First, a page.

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Positively Sunburnt by the Setting Sun - 82%

bayern, October 16th, 2018

Back to the Scorps again, but only cause I listened to the album reviewed here the other night and decided to throw a few lines its way. Besides, I always approach this opus with a certain amount of guilt since I didn’t like it at all on first, and even second listen; my cassette came with two bonus tracks, “Destiny” and “Daddy´s Girl”, two impossibly soporific, soap opera-sque ballads, added to an album that already had three full-fledged ballads… that was simply too much, even for a less pretentious 90’s recording. I didn’t know they were bonus tracks initially, and it took me a while to shake off the sleazy, uneasy feeling that indelibly attached itself to them, especially to this repulsive (text-wise) “Daddy’s Girl”.

The album sits much more comfortably in my (sub)conscious now, and I find little wrong with it coming after such a climactic (commercially, not so much musically) showing like “Crazy World”. Yes, the world was crazy, accepting and welcoming the groove, the grunge, the aggro and all the other new vogues in music, and it remained to be seen if Scorpions, one of its most beloved “offspring”, would join the noisy fray. Should they turn to roaring panteras or swap their real heads for machine-like ones, and start post-thrashing the neighbourhood with all the anger they could muster? Or should they remain faithful to the good old heavy metal to which they owed literally everything they had…

a big plus in the resumes of the Holy Five of classic heavy metal is that neither surrendered to the numetal trends in the 90’s, and although neither created anything truly brilliant (“Jugulator”, anyone?) during this period, they aptly avoided the flop quagmire, some albums with the “II” in the title notwithstanding… yes, he’s looking at you, Scorpions, but that’s an entirely different story, let’s leave it alone for now cause right now we’re dealing with the sequel to the “Crazy World”, an effort that sounds almost as convincing as its predecessor.

But first things first, let’s get those ballads (“Under the Same Sun”, “Woman”, “Lonely Nights”) out of the way cause they seem to be the least worthy part of the album. Yeah, by 1993 the famed Germans had either gotten tired of the ballad sector, one they made their own through the years, or had lost to a large extent their knack of composing classy soul-grabbing, pacifying tunes. In fact, these three pieces are the weakest creations of the band in the balladic field, melancholic banal exercises in dreamy pseudo-rockabilia with only “Lonely Nights” creating some tension thanks to the rowdier chorus and the musical accompaniment around it. Those three should have been released separately, along with the mentioned bonus tracks, under the title “Balladic Respites” or “Soothing Tunes for the Groovy Generation”, for instance, and still would have remained at the bottom of the guys’ discography profit-wise.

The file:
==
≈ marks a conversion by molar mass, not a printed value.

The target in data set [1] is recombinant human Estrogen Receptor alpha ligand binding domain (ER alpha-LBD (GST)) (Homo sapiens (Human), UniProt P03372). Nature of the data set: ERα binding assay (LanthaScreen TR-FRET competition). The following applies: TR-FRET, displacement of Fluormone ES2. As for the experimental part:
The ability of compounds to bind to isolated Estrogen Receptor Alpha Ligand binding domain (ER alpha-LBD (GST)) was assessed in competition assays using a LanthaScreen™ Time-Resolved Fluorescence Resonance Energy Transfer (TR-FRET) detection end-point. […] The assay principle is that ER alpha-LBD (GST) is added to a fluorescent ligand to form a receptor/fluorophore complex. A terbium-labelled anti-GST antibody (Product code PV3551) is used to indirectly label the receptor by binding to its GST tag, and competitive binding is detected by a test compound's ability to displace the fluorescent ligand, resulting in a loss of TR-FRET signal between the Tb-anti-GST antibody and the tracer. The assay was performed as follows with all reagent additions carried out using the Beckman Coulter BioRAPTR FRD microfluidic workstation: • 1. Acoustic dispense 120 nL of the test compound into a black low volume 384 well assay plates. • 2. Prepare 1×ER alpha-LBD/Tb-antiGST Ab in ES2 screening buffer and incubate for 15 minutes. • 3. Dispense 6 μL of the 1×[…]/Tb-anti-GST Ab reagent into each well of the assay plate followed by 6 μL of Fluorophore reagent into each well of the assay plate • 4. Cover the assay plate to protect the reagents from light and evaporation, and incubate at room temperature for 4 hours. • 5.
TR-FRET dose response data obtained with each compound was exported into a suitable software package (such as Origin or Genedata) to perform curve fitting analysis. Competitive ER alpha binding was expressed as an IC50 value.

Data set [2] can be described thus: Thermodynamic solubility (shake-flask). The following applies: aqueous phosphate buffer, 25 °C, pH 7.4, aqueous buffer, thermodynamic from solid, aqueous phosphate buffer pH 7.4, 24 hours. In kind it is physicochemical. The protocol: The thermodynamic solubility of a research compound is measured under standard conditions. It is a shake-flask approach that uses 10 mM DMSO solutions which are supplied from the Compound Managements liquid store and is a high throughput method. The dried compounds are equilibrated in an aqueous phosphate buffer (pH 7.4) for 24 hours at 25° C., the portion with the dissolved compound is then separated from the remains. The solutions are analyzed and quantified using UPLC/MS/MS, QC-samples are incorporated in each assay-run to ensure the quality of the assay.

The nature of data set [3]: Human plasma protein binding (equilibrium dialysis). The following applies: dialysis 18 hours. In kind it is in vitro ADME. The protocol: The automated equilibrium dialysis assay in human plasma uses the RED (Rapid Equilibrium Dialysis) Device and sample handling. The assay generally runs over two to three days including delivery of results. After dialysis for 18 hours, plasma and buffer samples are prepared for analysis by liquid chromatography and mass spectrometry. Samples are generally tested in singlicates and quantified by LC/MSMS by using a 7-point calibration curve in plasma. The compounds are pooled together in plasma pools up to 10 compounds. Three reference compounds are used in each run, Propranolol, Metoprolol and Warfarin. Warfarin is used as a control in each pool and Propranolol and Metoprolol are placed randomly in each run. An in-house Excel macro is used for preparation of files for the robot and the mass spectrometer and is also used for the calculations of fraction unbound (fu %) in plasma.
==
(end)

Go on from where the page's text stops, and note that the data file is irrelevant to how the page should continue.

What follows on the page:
The rest should be able to heat up your household on a cold Sunday morning with “Alien Nation” sounding way more boisterous than the “teaser, pleaser” at the start of “Crazy World”, “No Pain No Gain” served with a catchy epic vibe, a nice sing-alonger which more officiant clout is dispersed by the energetic heavy rocker “Someone to Touch”. The Americanized inclinations from the past few recordings come back to life on the cool cheesy crowd pleasers “Unholy Alliance” and “Hate to Be Nice”, possible leftovers from the “Savage Amusement” recording sessions, before rock’n roll meets metal on the frolic merry-go-rounder “Taxman Woman”, with some of the speed metal “nightmares” of old finely recaptured on the dynamite… sorry, dynamic “Nightmare Avenue”.

This is Scorpions at their least pretentious and even least caring, if you like, unleashing a conglomerate of quite a few nuances and moods which to these ears sounds like an expanded, shall I also add modernized, version of their most diverse effort before that one, “Lovedrive”. There’s nearly one hour of music to be savoured here, and although those who have left their hearts and souls with “Animal Magnetism” or “Blackout” won’t be perennially entertained, there would be little that the regular Scorpions fan would find to frown upon. Rockin’ hard in a more relaxed mode can still produce positive results, even during the 90’s, and this album here is a testimony for that. The old dinosaurs of metal had no fascination for the groove, and life for them would apparently continue as usual, a stance greatly strengthened by the reformation of both Accept and Mercyful Fate the same year. All of a sudden it felt like the 80’s again with heavy metal kicking on all fours in the midst of the numetal craze…

Only that the Sun stirred a surprising setting stunt in the Scorps’ camp three years later with the timid, pretty pure as well, “Basic Instinct”... or was it the other way around? Nevermind, this was a radio-friendly hard rocky charade that wouldn’t have entertained even the Def Leppard crowd properly. With the Sun completely gone later, the band got lost in the instilled twilight as they couldn’t see well, their blurry vision producing “Eye II Eye”; no comments. Anything else released from this moment onward was going to be a revelation more or less, but the fairly good “Unbreakable” indeed sounded like a statement of intent… only that this wasn’t the case; Germany’s finest prefer to stay in the shade for the time being, they don’t want to get too metalburnt; not after all those scars that cover their bodies from top to bottom, sure vestiges of a most glorious past.